It proved to be difficult living in the city. Resources were limited, jobs were scarce, and the family back home cut you off and refused to send you your money so you could buy food and help those you were living with. You survived only because of the sacrifice of other believers, who really did not have that much but gave willingly. What a great tragedy that your loved ones believed the rabbis instead of you, and were certain you had lost your mind with too much religion. Thinking you had turned your back on the faith of your fathers, they did not realize that Jesus is the promised Messiah and that He is the realization of the hope and expectation of your fathers. You could understand the rising tide of persecution in Jerusalem. After all, the city was overcrowded, those newly converted to Christ were penniless and hungry, and (worst of all) those who continued to reject Jesus felt their religion and way of life was being torn apart. Everywhere they turned there were new believers testifying and conducting Bible studies, in the synagogues, on rooftops, and even in the Temple courtyard. They seemed not to understand that they had nothing to fear from Jesus, but that He came to complete them, to redeem them, to forgive them, and to make them fit subjects of His kingdom. Sadly, the persecution turned bloody and you and thousands of others had to flee for your lives. How you made it, you will never know. Too much was a blur of confusion. Running for days on end and hiding, always hiding. Several times Gentile Christians had helped you escape the hunters who searched for you and the others. Eventually you were far enough away, and with enough time lapsing, that you seemed safer. You were able to put your skills to use and resume your trade so that you could support yourself and help others get on their feet, and you gathered almost daily with other believers for prayer, encouragement, and study of the Hebrew Scriptures. From time to time, you even brought a Gentile with you to the meeting, and you found them receptive to the gospel. Life was wonderful. Fellowship was sweet. The Bible came to be more cherished to you than you had imagined was possible.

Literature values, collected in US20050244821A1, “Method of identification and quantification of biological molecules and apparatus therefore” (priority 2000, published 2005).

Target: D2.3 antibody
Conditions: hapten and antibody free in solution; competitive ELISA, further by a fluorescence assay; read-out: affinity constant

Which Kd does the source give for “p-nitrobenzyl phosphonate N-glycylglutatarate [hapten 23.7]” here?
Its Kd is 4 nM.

However, you had somehow also convinced yourself that once you had escaped the persecution launched against believers by Jewish officials things would settle down. Not that you were inexperienced with persecution, since Jewish people had known almost constant persecution at some level for centuries. Yet, you had thought things would now be different with both Jewish believers and some Gentiles worshiping Jesus together. You discovered things were not different at all. The persecutions continued just as before, only now coming from an additional source. Now you were persecuted because not only you were Jewish, but those who were Jewish because you were a Christian also persecuted you. How would you describe your response to these various afflictions? After all, life would difficult enough for you if everyone just left you alone. Working, fetching water, preparing meals, mending clothes, and scratching out an existence was a challenge all by itself. However, it was not all by itself. Piled on top of the difficulties of life were those things heaped on you by unsaved family members, those who hated you because you are a Jew, and then there were those who hated you because you are a Christian (be they pagans or Jews themselves).